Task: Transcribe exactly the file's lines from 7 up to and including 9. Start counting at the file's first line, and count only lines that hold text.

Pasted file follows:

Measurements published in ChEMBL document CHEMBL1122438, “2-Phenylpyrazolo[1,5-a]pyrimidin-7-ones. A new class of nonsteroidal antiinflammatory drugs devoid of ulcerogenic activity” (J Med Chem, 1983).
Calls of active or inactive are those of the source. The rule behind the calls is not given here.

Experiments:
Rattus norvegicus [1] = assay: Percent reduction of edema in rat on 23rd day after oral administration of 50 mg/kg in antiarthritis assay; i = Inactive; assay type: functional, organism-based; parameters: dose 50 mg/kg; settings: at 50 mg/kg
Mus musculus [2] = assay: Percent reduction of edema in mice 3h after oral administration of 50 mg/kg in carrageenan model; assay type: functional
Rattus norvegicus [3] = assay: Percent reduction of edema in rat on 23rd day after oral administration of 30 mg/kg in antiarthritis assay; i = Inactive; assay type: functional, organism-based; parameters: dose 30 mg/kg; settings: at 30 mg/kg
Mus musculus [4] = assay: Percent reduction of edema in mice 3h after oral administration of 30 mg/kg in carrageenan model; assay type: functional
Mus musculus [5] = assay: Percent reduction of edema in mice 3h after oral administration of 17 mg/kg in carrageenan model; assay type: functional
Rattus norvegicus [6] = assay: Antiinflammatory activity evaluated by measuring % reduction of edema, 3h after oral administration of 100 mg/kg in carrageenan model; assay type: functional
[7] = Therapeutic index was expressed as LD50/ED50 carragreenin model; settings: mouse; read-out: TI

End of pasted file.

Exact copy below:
Mus musculus [4] = assay: Percent reduction of edema in mice 3h after oral administration of 30 mg/kg in carrageenan model; assay type: functional
Mus musculus [5] = assay: Percent reduction of edema in mice 3h after oral administration of 17 mg/kg in carrageenan model; assay type: functional
Rattus norvegicus [6] = assay: Antiinflammatory activity evaluated by measuring % reduction of edema, 3h after oral administration of 100 mg/kg in carrageenan model; assay type: functional